2. >I love it when there is a lot of sub-text in a book, provided the story comes first. That way, I'm concious that there is stuff I don't know, but I still enjoy the book. When the book is finished, I then go read up on what the subtext is/was. I've read more interesting things that I wouldn't have read otherwise due to exactly this. Also, if you know that an author has a favorite subject (say Kipling for example) and you read up on Kipling. The next book the author writes provides a lot of moments where reader and author collaborating on an "in" joke. :)So I like a lot of it in my books, but the author has to be able to tell the story first. If I'm required to know the nuances of Russian politics and families in 1743, I'm not going to have much fun reading the book. Alternately, if it's fun and the book *teaches* me the nuances of Russian politics in 1743… I'm fine with that.

  3. >As for the class itself, I have to say I much prefer the class Sean took at TAMU last year to help adapt to college life. His instructor basically gave them the overview and said "My door is always open" and then did the unbelievable. He treated them like adults and they spent the rest of the term talking about current events and what was happening on campus.And Robert ran into the problem with designing a game within that restrictive of a framework. First, the TA's should have made sure everyone understood all aspects of the assignment, including the characters involved. Second, the easiest way to tackle the issue of not knowing the great Cthulhu and the necronomicon is to take a page from the earliest computer games. You simply TELL them via text and mission objectives what is what. And yes, Robert was making it too complicated simply because he has to remember who his audience is. So, do I tend to do this as a writer? Yeah. Then I tend to overedit and kill the voice. The result is something I want to toss under the bed, never to be seen again, until I can look at it with fresh eyes and find that happy medium. At least I hope I find it.

  4. >Monkey-san, you are a BAD man. The punnage. I'm not sure though that you have to choose between story or subtext. You just have to make sure the story carries it. Weirdly, I also let the subtext — Shakespeare — overwhelm the story in my first books. The fact that they're hard for ME to read when I'm away from the subject a little is frankly scary.I was mostly worrying about how far from the subtext one can go. I mean, we live and breathe this stuff… It naturally comes out.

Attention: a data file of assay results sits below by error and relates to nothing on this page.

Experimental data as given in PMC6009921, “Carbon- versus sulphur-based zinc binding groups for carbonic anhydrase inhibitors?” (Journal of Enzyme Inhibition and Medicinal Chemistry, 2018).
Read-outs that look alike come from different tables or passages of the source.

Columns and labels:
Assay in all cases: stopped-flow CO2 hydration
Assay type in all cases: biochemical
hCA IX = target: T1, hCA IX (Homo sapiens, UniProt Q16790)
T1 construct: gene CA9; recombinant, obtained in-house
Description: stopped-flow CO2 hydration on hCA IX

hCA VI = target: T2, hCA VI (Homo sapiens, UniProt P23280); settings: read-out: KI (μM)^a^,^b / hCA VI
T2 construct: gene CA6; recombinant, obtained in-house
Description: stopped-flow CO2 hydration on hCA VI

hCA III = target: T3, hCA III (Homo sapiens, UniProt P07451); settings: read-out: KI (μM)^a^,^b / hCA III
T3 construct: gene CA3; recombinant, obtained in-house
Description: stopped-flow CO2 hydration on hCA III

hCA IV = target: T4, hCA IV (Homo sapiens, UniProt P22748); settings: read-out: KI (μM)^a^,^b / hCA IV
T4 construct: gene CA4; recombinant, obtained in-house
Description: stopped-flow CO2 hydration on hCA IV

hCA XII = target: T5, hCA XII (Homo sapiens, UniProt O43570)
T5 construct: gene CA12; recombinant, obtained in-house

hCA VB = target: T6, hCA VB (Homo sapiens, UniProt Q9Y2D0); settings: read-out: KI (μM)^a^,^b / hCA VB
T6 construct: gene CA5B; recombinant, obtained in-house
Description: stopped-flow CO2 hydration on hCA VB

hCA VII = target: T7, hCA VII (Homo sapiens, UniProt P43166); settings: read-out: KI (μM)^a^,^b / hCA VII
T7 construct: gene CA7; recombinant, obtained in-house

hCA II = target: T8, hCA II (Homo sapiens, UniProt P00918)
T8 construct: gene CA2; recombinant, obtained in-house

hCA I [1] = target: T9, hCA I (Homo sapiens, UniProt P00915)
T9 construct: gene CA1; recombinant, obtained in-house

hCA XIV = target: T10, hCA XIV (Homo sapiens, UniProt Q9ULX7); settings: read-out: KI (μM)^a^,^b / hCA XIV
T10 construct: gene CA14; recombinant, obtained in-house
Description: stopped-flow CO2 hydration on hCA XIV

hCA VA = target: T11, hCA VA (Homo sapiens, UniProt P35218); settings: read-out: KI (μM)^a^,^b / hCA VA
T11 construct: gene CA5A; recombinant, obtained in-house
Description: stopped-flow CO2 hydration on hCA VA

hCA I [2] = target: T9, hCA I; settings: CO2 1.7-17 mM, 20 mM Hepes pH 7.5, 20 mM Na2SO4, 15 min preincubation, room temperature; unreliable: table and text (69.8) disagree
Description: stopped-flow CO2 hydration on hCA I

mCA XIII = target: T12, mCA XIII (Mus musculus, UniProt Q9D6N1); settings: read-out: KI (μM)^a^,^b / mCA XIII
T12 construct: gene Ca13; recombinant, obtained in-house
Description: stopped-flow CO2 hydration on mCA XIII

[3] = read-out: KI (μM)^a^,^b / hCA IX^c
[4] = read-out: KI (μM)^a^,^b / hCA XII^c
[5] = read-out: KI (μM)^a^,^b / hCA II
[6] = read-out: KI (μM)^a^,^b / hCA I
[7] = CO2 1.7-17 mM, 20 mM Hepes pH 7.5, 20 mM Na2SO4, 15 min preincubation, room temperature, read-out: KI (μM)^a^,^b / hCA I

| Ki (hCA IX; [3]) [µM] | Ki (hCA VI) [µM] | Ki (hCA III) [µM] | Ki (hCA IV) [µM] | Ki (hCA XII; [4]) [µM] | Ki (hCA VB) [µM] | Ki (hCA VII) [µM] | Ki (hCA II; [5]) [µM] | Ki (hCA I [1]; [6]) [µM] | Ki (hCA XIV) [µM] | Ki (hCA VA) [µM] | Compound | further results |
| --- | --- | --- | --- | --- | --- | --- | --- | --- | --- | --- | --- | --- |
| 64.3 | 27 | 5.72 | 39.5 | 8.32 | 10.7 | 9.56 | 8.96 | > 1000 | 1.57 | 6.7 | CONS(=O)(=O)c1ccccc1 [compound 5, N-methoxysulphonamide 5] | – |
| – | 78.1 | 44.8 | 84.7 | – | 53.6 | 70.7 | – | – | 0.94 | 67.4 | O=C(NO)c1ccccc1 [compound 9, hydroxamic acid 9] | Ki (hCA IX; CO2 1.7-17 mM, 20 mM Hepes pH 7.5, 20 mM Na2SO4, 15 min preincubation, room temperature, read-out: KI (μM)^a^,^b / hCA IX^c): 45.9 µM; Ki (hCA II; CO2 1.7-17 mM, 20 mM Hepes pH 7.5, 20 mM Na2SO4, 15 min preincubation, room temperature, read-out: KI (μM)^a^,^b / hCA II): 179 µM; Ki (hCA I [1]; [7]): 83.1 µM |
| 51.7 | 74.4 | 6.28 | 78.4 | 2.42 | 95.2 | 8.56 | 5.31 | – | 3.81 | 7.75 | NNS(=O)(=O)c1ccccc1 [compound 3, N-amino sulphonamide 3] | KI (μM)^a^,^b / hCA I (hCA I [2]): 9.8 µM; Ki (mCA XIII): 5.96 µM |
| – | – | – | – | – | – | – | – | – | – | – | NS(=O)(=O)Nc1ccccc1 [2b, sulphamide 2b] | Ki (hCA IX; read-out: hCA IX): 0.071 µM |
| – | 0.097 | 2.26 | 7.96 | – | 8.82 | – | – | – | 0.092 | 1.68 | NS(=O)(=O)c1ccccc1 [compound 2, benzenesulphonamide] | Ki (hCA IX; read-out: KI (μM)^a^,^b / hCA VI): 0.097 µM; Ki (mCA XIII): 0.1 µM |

5. >Chris,This is known as "reader cookies" and you absolutely should have "reader cookies" for whatever subset of readers you're appealing to.I'm not suggesting you should write to market, something I'm quite incapable of doing anyway. Either something interests me enough and is in a subgenre I enjoy or I can't physically write it. I'll find myself weeding or painting walls or scrubbing the tiles with a toothbrush instead. But I mean that if you are a reader of the genre and know what pleases you, you can share this with the reader — as long as it doesn't obtrude on the narrative. The same for your own peculiar obsessions.If I weren't already cat-mad, Heinlein might have made me so with his descriptions of cats, for instance. Those were my cookies.In Romance sex seems to be it. It's part of the reason I haven't ventured to writing it, because I tend to prefer regencies — no sex — or to skip the sex scenes. It's not that I have anything against it, of course — in its proper place — I just don't see much point reading about these characters in bed. Sex is not a spectator sport for meHowever, from listening to romance readers talk, these are clearly cookies for them. So, sharing cookies with the audience is good.It's just as in a good recipe, you need to make sure the chocolate chips don't overwhelm the dough.